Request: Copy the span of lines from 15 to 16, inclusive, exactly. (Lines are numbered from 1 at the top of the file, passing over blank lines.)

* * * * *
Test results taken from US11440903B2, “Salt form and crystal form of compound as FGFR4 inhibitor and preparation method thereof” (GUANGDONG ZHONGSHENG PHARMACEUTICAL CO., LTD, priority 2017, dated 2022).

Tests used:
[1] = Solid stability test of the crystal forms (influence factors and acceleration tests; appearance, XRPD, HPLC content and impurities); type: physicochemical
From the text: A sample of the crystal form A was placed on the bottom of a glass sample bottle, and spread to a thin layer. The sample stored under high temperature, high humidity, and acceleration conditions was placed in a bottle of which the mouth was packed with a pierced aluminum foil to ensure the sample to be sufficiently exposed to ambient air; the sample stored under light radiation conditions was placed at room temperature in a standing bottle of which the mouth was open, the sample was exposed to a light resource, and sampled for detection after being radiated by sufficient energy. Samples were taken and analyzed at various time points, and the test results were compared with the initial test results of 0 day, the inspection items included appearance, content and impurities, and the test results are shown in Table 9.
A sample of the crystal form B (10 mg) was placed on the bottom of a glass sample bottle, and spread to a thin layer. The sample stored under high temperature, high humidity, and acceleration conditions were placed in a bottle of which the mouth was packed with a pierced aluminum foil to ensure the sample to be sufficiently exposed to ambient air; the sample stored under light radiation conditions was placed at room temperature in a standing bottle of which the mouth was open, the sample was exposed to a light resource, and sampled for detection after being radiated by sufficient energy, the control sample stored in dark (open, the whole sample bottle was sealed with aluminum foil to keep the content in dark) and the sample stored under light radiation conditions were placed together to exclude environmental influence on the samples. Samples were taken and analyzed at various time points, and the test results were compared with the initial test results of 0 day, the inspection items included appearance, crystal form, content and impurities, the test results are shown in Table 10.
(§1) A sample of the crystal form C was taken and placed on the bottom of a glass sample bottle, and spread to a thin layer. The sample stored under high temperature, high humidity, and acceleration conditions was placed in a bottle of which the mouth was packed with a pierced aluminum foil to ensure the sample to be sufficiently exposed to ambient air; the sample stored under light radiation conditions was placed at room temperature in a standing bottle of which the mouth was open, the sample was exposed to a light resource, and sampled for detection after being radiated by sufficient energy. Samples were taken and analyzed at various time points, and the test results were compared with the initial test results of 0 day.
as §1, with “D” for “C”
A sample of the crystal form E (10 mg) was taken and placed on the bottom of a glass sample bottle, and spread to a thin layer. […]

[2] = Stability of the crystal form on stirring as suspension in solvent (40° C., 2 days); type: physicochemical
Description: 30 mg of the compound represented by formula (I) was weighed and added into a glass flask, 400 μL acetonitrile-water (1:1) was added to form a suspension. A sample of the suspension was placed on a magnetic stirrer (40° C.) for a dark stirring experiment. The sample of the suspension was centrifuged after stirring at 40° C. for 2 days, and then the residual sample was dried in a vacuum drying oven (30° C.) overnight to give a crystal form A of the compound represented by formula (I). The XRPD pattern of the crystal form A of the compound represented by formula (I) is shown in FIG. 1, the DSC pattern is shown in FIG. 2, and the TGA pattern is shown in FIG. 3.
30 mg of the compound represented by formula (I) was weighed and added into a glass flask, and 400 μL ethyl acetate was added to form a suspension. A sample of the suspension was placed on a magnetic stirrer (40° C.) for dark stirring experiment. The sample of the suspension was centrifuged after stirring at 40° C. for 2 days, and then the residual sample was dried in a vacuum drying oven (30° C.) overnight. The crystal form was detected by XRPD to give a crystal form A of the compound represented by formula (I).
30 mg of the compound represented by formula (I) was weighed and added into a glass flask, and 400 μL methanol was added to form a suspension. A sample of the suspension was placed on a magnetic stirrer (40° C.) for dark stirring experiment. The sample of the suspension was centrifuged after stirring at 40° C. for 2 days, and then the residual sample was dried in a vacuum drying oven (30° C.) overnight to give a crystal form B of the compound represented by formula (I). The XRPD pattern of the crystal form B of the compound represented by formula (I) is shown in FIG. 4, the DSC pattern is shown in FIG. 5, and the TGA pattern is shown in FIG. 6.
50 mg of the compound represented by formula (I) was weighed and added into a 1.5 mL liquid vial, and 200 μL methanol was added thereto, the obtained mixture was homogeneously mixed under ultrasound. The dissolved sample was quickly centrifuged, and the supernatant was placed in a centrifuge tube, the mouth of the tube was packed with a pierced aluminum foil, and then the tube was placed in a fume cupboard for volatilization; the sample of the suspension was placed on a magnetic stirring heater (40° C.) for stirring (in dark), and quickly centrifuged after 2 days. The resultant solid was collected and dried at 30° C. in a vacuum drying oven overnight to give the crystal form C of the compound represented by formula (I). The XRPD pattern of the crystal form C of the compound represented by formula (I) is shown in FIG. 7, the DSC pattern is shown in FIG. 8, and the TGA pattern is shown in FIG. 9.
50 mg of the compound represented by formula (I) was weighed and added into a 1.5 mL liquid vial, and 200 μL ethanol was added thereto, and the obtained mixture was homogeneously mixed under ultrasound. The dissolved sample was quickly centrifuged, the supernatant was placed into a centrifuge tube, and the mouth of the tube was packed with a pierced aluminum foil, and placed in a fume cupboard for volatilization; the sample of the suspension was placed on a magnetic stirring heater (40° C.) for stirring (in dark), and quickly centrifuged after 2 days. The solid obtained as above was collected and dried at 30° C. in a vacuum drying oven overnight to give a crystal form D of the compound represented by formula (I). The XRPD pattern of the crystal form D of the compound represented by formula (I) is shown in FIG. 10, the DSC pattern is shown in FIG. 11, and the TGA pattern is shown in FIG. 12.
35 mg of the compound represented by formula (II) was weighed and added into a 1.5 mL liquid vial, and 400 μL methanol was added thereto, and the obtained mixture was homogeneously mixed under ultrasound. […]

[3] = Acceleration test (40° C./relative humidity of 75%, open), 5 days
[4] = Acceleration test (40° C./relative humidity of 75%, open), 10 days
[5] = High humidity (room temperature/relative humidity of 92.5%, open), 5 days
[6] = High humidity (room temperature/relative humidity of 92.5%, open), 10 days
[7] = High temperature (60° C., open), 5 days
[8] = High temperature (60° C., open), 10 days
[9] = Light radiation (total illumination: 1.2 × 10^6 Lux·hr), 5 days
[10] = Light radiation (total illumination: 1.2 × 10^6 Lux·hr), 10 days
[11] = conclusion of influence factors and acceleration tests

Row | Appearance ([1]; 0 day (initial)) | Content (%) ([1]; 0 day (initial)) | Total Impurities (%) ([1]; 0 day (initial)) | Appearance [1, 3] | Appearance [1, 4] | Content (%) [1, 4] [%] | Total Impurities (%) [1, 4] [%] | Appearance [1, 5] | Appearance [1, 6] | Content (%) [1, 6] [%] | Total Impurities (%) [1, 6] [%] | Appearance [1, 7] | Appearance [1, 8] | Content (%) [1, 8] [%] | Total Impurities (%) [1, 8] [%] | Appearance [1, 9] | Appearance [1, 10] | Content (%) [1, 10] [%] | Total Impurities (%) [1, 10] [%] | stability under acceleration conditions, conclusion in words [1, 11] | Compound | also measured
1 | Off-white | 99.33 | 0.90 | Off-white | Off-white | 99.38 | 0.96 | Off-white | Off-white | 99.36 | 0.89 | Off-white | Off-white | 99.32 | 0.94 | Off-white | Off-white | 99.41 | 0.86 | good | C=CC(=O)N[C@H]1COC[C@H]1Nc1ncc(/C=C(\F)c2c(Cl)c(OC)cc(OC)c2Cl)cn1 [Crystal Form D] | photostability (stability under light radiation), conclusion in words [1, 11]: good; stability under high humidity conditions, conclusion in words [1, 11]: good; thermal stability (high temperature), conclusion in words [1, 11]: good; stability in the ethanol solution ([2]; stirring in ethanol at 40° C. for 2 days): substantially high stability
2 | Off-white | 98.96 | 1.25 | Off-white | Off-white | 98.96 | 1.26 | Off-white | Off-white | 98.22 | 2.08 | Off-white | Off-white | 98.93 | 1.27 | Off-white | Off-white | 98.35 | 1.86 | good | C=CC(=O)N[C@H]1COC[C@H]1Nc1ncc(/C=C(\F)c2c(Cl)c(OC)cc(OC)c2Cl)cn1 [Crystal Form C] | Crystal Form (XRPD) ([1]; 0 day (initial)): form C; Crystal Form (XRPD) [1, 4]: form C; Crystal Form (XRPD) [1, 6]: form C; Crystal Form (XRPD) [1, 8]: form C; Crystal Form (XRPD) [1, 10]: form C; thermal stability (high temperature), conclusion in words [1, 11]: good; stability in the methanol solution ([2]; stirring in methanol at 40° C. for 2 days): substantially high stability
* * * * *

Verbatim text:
35 mg of the compound represented by formula (II) was weighed and added into a 1.5 mL liquid vial, and 400 μL methanol was added thereto, and the obtained mixture was homogeneously mixed under ultrasound. […]

[3] = Acceleration test (40° C./relative humidity of 75%, open), 5 days